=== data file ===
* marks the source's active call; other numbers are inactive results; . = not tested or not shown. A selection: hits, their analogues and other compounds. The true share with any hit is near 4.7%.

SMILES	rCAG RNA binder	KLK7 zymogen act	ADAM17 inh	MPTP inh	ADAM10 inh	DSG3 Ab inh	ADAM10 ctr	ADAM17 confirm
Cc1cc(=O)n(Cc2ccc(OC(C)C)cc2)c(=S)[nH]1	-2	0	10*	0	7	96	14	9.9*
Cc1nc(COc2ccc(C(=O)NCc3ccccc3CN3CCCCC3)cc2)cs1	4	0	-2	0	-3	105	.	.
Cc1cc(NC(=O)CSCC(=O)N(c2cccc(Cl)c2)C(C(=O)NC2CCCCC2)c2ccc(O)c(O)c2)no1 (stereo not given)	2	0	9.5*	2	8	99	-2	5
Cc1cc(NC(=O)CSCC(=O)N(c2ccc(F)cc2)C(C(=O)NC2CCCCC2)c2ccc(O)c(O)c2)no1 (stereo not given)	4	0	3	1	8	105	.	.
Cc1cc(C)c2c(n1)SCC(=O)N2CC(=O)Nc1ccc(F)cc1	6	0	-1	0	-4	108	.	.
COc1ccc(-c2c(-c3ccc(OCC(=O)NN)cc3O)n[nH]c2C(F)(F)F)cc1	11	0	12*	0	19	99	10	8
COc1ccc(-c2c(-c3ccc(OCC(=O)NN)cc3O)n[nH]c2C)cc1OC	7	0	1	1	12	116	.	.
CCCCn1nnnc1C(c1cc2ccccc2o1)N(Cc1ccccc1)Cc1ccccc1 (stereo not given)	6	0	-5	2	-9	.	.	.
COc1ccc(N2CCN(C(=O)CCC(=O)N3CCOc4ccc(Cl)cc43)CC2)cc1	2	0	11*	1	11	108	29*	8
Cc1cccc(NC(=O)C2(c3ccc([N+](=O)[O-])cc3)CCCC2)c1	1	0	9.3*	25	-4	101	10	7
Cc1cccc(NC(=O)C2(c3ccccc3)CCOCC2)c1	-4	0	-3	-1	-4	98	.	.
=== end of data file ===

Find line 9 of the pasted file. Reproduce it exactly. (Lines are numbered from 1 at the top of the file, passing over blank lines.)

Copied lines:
COc1ccc(-c2c(-c3ccc(OCC(=O)NN)cc3O)n[nH]c2C)cc1OC	7	0	1	1	12	116	.	.